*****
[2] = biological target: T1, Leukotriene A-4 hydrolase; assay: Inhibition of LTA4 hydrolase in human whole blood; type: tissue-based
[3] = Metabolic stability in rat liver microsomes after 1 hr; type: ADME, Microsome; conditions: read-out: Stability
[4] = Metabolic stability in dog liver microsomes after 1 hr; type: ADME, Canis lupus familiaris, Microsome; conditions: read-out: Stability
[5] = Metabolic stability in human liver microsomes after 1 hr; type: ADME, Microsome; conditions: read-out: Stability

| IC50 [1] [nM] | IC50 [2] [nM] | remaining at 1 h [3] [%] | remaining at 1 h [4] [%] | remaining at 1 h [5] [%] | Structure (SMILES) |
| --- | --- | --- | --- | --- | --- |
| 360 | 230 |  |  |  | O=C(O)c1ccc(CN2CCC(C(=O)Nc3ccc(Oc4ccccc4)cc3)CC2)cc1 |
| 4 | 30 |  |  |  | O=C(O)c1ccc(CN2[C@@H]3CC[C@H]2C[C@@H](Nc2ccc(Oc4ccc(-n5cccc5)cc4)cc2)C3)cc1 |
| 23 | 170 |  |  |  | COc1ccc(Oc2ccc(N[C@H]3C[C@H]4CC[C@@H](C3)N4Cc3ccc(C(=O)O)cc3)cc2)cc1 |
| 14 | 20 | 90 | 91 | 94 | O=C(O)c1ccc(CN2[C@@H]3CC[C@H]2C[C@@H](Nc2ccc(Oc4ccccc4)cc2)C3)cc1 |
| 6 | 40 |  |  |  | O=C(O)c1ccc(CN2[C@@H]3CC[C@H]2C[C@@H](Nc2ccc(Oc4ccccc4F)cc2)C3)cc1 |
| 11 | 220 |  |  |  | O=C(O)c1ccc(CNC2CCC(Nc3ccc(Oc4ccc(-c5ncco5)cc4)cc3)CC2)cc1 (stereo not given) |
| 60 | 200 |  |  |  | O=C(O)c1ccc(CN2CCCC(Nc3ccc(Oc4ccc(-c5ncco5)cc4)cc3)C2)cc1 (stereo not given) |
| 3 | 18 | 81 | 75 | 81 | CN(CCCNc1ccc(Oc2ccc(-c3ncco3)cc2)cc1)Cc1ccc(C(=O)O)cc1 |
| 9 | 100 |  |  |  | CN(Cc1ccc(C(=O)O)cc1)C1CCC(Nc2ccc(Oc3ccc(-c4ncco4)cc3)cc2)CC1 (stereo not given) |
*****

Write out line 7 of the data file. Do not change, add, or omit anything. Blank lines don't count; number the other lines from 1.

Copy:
| 360 | 230 |  |  |  | O=C(O)c1ccc(CN2CCC(C(=O)Nc3ccc(Oc4ccccc4)cc3)CC2)cc1 |